CAIRO – Facing protests over a chapter on Muslim civilizations in sixth grade curriculum, education officials at Florida’s Volusia County have confirmed that the high school textbook is the second half of the state’s world history curriculum, after an earlier book included chapters on Christianity and Judaism.
“The Florida Department of Education approved the Pearson World History programs for adoption and validated that the content in our programs meets the requirements and educational goals of the state,” Brandon Pinette, spokesman for Pearson Education, a parent company of Prentice Hall, told Daytona Beach News-Journal on Saturday, November 9.
Controversy surrounding the textbook appeared when a number of people came to Tuesday’s School Board meeting to protest the Prentice Hall “World History” textbook taught in 10th grade.
Critics said that the 1,000-page book devoted too many pages to Islam without providing equal coverage to Christianity.
One Lake County activist went too far, suggesting that patriotic schoolchildren should be encouraged to rip out the 32-page chapter on Islam, though he later recanted his position.
Yet, school officials and book publishers confirmed that the state’s world history curriculum is divided into two years.
“We believe it’s a balanced approach,” Volusia County School Superintendent Margaret Smith said.
“We are taking all the world’s religions that have had an impact on our society.”
Smith, a former history teacher, has also emphasized that the chapters don’t teach the religions but rather an understanding of them and their place in shaping cultures.
She added that it would be “silly” to judge a curriculum by how many chapters are devoted to each religion.
While sixth-graders focused on ancient civilizations, shedding light on Christianity and Judaism, 10th-graders pick up the history around the early Middle Ages, therefore focusing on Islam.
“Looking at one textbook is taking it out of context in terms of what students learn,” she said.
“All the religions are a part of the cultures that help us understand the modern world.”
Though he did not see the book, Rick Sarmiento, a self-proclaimed Lake County patriot who has led the charge against textbook, said he believe schools should not be in the business of teaching religion.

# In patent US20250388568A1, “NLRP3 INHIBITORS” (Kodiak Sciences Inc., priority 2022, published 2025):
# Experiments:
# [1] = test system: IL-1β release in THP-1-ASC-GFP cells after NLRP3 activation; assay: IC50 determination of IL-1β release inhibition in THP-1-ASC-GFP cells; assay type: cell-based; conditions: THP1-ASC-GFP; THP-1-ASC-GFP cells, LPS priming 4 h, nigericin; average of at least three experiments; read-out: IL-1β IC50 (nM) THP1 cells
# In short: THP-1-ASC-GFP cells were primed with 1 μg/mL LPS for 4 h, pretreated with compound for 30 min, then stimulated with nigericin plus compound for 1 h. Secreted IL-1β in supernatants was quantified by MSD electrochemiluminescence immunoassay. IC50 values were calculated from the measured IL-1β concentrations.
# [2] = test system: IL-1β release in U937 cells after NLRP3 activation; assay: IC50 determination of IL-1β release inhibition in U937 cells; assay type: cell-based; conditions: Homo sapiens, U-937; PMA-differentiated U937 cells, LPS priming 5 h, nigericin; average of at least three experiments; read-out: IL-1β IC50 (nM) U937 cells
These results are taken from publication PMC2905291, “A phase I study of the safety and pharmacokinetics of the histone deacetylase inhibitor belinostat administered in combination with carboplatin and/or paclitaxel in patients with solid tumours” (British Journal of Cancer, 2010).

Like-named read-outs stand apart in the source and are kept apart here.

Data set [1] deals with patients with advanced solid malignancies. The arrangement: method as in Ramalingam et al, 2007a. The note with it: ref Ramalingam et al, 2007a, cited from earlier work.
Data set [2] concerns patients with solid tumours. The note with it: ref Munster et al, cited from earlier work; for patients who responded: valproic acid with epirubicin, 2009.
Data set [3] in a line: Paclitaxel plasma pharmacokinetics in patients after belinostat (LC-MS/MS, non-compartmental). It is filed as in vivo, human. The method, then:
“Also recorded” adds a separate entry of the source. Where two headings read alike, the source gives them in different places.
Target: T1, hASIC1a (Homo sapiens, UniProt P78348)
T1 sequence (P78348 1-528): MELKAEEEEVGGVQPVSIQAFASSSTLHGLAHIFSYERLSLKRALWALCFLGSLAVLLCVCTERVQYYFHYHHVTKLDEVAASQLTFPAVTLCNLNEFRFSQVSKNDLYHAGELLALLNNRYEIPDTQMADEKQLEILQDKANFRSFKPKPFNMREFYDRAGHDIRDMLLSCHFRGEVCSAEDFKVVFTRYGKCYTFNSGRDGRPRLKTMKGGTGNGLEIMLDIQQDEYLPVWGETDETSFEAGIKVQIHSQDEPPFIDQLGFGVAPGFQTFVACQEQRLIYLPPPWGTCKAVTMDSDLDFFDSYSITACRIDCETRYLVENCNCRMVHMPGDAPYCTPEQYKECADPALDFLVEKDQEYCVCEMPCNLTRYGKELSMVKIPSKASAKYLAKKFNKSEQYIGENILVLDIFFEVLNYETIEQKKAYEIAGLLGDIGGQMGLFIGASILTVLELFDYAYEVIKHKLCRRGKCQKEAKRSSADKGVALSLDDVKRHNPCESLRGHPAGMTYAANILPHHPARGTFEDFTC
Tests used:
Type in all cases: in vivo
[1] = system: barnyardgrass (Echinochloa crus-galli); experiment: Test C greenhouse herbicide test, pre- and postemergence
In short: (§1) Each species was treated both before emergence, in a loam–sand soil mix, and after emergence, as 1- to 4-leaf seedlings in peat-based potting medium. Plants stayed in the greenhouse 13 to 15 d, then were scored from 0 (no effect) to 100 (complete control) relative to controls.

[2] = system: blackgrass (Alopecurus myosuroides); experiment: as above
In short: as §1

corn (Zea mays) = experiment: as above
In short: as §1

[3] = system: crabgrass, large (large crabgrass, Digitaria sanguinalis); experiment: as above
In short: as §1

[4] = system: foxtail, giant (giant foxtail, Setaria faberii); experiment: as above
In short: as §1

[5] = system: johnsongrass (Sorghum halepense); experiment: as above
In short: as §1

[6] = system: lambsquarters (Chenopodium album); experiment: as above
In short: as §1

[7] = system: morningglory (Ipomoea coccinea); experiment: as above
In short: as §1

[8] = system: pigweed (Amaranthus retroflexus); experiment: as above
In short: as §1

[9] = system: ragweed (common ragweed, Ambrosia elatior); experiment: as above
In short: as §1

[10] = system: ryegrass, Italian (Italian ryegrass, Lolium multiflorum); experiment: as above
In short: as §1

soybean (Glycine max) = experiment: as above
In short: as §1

“When it comes to talking about faith and about a messiah, personally, I don’t think that should be handled by the school,” he said.
“That should be left to churches, mosques, synagogues and houses of worship.”
Hassan Shibly, executive director of the Council on American-Islamic Relations in Tampa, said educators would be doing a disservice to children by not teaching about the influence of all religions.
He added that students are not being taught “religion as a practice, but they’re learning about diversity of cultures.”
“Ignorance is our worst enemy,” he said, adding several protesters asked him last week about Islam.
“(The protesters) themselves would benefit the most from reading that chapter.”
Although there are no official figures, the United States is believed to be home to between 6-8 million Muslims.
According to a report by the Council on American-Islamic Relations (CAIR) and the University of California, Berkeley's Center for Race and Gender said that Islamophobia in the US is on the rise.
A US survey has also revealed that the majority of Americans know very little about Muslims and their faith.
A recent Gallup poll, however, found 43 percent of Americans Nationwide admitted to feeling at least “a little” prejudice against Muslims.
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